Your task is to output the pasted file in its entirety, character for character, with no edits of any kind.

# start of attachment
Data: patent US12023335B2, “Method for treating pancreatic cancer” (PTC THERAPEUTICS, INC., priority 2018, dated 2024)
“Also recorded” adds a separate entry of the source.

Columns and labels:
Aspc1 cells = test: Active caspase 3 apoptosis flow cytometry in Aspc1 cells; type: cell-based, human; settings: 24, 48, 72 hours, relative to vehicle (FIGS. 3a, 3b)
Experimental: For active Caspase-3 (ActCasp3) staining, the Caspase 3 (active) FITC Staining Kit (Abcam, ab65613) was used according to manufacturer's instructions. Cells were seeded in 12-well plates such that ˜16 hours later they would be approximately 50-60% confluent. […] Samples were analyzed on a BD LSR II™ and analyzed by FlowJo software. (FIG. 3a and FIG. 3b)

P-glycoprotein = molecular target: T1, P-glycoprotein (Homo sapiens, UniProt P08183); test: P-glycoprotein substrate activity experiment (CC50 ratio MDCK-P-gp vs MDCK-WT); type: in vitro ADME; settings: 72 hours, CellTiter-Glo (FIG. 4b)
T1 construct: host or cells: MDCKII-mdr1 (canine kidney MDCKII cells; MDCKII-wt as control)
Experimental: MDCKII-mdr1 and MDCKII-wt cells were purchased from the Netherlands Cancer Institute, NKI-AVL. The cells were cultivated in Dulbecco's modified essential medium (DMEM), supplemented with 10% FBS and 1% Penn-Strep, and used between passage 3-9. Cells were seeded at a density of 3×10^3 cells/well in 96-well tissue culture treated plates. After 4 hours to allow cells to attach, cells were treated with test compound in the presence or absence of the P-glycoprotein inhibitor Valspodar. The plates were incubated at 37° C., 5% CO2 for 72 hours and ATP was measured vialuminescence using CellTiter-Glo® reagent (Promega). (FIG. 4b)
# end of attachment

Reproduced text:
Data: patent US12023335B2, “Method for treating pancreatic cancer” (PTC THERAPEUTICS, INC., priority 2018, dated 2024)
“Also recorded” adds a separate entry of the source.

Columns and labels:
Aspc1 cells = test: Active caspase 3 apoptosis flow cytometry in Aspc1 cells; type: cell-based, human; settings: 24, 48, 72 hours, relative to vehicle (FIGS. 3a, 3b)
Experimental: For active Caspase-3 (ActCasp3) staining, the Caspase 3 (active) FITC Staining Kit (Abcam, ab65613) was used according to manufacturer's instructions. Cells were seeded in 12-well plates such that ˜16 hours later they would be approximately 50-60% confluent. […] Samples were analyzed on a BD LSR II™ and analyzed by FlowJo software. (FIG. 3a and FIG. 3b)

P-glycoprotein = molecular target: T1, P-glycoprotein (Homo sapiens, UniProt P08183); test: P-glycoprotein substrate activity experiment (CC50 ratio MDCK-P-gp vs MDCK-WT); type: in vitro ADME; settings: 72 hours, CellTiter-Glo (FIG. 4b)
T1 construct: host or cells: MDCKII-mdr1 (canine kidney MDCKII cells; MDCKII-wt as control)
Experimental: MDCKII-mdr1 and MDCKII-wt cells were purchased from the Netherlands Cancer Institute, NKI-AVL. The cells were cultivated in Dulbecco's modified essential medium (DMEM), supplemented with 10% FBS and 1% Penn-Strep, and used between passage 3-9. Cells were seeded at a density of 3×10^3 cells/well in 96-well tissue culture treated plates. After 4 hours to allow cells to attach, cells were treated with test compound in the presence or absence of the P-glycoprotein inhibitor Valspodar. The plates were incubated at 37° C., 5% CO2 for 72 hours and ATP was measured vialuminescence using CellTiter-Glo® reagent (Promega). (FIG. 4b)